Subterranean #8…AT LAST!

Today’s trip to the mailbox brought with it something very unexpected, that I’d pretty much forgotten about after ordering it so long ago. What did I find?

That’s right, the 8th issue of Subterranean Magazine, the print version of the short fiction periodical produced by Subterranean Press, was waiting for me. How long ago had I ordered this thing? I can’t even remember. Why had I ordered it? Well, mostly because I wanted to get my hands on the short story scheduled to be included in the issue, “Questions for A Soldier” by John Scalzi. Set in the “universe” Scalzi created for his novel Old Man’s War, the story previously was available only as a very limited edition chapbook from Subterranean. That edition sold out long ago, and meeting the prices for copies available on the secondary market would require selling an organ or a child. When I learned the story would be reprinted in an upcoming issue of the magazine, I promptly pre-ordered my copy. And waited.

And waited.

And waited some more.

Then, I forgot about it.

I’d occasionally be reminded about it when reading Scalzi’s incomparable blog, Whatever, or on those couple of occasions I bought a new Scalzi book. I don’t know that I ever “gave up” on ever seeing the issue; but it definitely fell off my radar. So, it was quite the pleasant surprise to find it in the mailbox today.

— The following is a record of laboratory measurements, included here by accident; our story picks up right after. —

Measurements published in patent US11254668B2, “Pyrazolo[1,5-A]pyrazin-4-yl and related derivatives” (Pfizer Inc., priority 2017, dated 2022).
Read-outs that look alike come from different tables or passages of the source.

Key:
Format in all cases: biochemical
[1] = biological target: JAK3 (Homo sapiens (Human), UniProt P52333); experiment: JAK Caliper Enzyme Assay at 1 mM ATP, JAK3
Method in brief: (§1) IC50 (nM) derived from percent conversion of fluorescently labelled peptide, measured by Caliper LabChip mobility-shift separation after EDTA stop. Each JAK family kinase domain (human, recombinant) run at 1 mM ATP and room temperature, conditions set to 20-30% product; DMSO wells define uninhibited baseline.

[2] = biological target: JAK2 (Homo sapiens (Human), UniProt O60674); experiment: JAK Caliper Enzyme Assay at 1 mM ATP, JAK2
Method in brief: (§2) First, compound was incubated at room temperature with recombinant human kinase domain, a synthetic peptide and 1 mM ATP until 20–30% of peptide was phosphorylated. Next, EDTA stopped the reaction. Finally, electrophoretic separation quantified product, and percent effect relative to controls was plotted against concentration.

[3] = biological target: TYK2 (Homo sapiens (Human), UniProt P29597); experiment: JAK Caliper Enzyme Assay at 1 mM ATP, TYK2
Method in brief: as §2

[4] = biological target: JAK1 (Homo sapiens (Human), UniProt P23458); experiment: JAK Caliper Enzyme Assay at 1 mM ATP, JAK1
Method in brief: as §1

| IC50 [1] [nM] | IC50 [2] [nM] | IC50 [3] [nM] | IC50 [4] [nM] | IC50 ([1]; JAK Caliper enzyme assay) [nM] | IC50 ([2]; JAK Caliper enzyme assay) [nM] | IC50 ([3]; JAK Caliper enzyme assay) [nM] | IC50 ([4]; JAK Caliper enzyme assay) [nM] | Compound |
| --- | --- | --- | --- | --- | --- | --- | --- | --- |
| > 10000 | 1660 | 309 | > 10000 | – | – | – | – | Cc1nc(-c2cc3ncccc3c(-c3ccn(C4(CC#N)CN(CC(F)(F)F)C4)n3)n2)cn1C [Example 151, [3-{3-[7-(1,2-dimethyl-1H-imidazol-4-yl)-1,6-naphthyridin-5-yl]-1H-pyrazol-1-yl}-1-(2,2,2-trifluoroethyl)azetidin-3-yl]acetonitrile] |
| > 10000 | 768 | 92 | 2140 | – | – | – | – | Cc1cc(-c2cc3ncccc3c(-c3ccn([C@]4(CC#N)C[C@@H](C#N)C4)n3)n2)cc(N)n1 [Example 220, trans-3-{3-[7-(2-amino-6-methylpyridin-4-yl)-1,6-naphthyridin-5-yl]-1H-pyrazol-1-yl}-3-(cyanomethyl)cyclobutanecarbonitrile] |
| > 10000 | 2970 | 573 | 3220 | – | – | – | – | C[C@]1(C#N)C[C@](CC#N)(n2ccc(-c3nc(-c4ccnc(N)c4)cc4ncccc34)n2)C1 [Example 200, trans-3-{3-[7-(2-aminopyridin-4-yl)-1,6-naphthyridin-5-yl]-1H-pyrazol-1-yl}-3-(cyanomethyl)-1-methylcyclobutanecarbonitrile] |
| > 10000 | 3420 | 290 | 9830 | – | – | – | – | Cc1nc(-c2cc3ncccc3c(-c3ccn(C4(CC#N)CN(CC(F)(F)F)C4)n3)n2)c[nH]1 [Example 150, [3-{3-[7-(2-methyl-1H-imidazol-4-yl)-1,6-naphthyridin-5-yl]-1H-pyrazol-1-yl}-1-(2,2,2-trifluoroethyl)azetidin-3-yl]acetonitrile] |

The issue contains other stories, of course:

“The Seventeenth Kind” by Michael Marshall Smith
“Vale of the Blood Roses” by Tim Lebbon
“Redemption Center” by R. Andrew Heidel
“Bogeymen” by Jason Erik Lundberg
“Why Do You Linger?” by Sarah Monette
“Waltz with the Echoes” by Darren Speegle

Thanks to publisher/editor William Schafer and the entire Subterranean gang, not just for finally bringing this issue to those of us who’ve been waiting for it, but also for all the other great stuff they publish, both in print and online. If you’ve never checked out their offerings, you’re missing out. Go, look.


For terri_osborne….

Hey, did you know there was a novelization for the first Librarian movie, Quest for the Spear?

I didn’t.

Cover for The Adventures of the Librarian: Quest for the Spear

I stumbled across a copy today at a local Half Price Books.

So far as I can tell, there were no novelizations for the next two films in the series. However, Amazon lists a graphic novel for Return to King Solomon’s Mines (which I also somehow missed). The book was published by Atlantis Studios, and their website also indicates some sort of ongoing Librarian series in comic form. However, Mines was released in 2006, and the Atlantis site still lists the series as “coming soon.”

The Librarian is a franchise I’d love to play around in, should a license for original tie-in novels ever come about. If the rumors are true and the next entry in the films series gets a theatrical release, a tie-in license isn’t out of the question.